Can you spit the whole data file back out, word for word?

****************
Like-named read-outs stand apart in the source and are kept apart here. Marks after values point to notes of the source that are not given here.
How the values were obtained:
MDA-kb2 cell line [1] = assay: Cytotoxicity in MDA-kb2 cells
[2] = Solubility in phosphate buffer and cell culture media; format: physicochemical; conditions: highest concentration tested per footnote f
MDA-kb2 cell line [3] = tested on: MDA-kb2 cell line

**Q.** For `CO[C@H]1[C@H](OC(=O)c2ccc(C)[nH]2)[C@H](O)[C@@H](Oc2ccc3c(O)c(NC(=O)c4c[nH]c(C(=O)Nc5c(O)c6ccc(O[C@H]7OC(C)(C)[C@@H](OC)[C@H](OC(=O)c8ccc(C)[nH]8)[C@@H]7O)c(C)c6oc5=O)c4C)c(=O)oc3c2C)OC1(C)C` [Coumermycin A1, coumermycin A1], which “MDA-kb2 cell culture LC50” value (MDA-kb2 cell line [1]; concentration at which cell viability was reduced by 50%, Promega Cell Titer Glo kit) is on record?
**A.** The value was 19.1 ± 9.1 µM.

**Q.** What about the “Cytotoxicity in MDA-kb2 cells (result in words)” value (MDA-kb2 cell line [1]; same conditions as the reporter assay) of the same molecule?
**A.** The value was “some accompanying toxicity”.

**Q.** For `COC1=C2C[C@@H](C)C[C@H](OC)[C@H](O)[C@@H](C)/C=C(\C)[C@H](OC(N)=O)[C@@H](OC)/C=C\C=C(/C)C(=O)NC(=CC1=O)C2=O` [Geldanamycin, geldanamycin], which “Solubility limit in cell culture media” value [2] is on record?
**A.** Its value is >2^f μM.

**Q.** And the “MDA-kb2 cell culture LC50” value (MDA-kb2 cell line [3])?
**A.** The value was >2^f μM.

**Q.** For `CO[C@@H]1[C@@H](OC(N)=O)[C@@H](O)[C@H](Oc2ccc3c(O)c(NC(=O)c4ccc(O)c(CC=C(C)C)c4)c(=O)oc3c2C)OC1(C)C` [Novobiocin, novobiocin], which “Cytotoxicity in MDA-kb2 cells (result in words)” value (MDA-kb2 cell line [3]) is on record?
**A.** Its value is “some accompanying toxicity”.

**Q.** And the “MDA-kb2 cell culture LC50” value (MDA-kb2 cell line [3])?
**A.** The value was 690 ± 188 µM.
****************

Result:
Like-named read-outs stand apart in the source and are kept apart here. Marks after values point to notes of the source that are not given here.
How the values were obtained:
MDA-kb2 cell line [1] = assay: Cytotoxicity in MDA-kb2 cells
[2] = Solubility in phosphate buffer and cell culture media; format: physicochemical; conditions: highest concentration tested per footnote f
MDA-kb2 cell line [3] = tested on: MDA-kb2 cell line

**Q.** For `CO[C@H]1[C@H](OC(=O)c2ccc(C)[nH]2)[C@H](O)[C@@H](Oc2ccc3c(O)c(NC(=O)c4c[nH]c(C(=O)Nc5c(O)c6ccc(O[C@H]7OC(C)(C)[C@@H](OC)[C@H](OC(=O)c8ccc(C)[nH]8)[C@@H]7O)c(C)c6oc5=O)c4C)c(=O)oc3c2C)OC1(C)C` [Coumermycin A1, coumermycin A1], which “MDA-kb2 cell culture LC50” value (MDA-kb2 cell line [1]; concentration at which cell viability was reduced by 50%, Promega Cell Titer Glo kit) is on record?
**A.** The value was 19.1 ± 9.1 µM.

**Q.** What about the “Cytotoxicity in MDA-kb2 cells (result in words)” value (MDA-kb2 cell line [1]; same conditions as the reporter assay) of the same molecule?
**A.** The value was “some accompanying toxicity”.

**Q.** For `COC1=C2C[C@@H](C)C[C@H](OC)[C@H](O)[C@@H](C)/C=C(\C)[C@H](OC(N)=O)[C@@H](OC)/C=C\C=C(/C)C(=O)NC(=CC1=O)C2=O` [Geldanamycin, geldanamycin], which “Solubility limit in cell culture media” value [2] is on record?
**A.** Its value is >2^f μM.

**Q.** And the “MDA-kb2 cell culture LC50” value (MDA-kb2 cell line [3])?
**A.** The value was >2^f μM.

**Q.** For `CO[C@@H]1[C@@H](OC(N)=O)[C@@H](O)[C@H](Oc2ccc3c(O)c(NC(=O)c4ccc(O)c(CC=C(C)C)c4)c(=O)oc3c2C)OC1(C)C` [Novobiocin, novobiocin], which “Cytotoxicity in MDA-kb2 cells (result in words)” value (MDA-kb2 cell line [3]) is on record?
**A.** Its value is “some accompanying toxicity”.

**Q.** And the “MDA-kb2 cell culture LC50” value (MDA-kb2 cell line [3])?
**A.** The value was 690 ± 188 µM.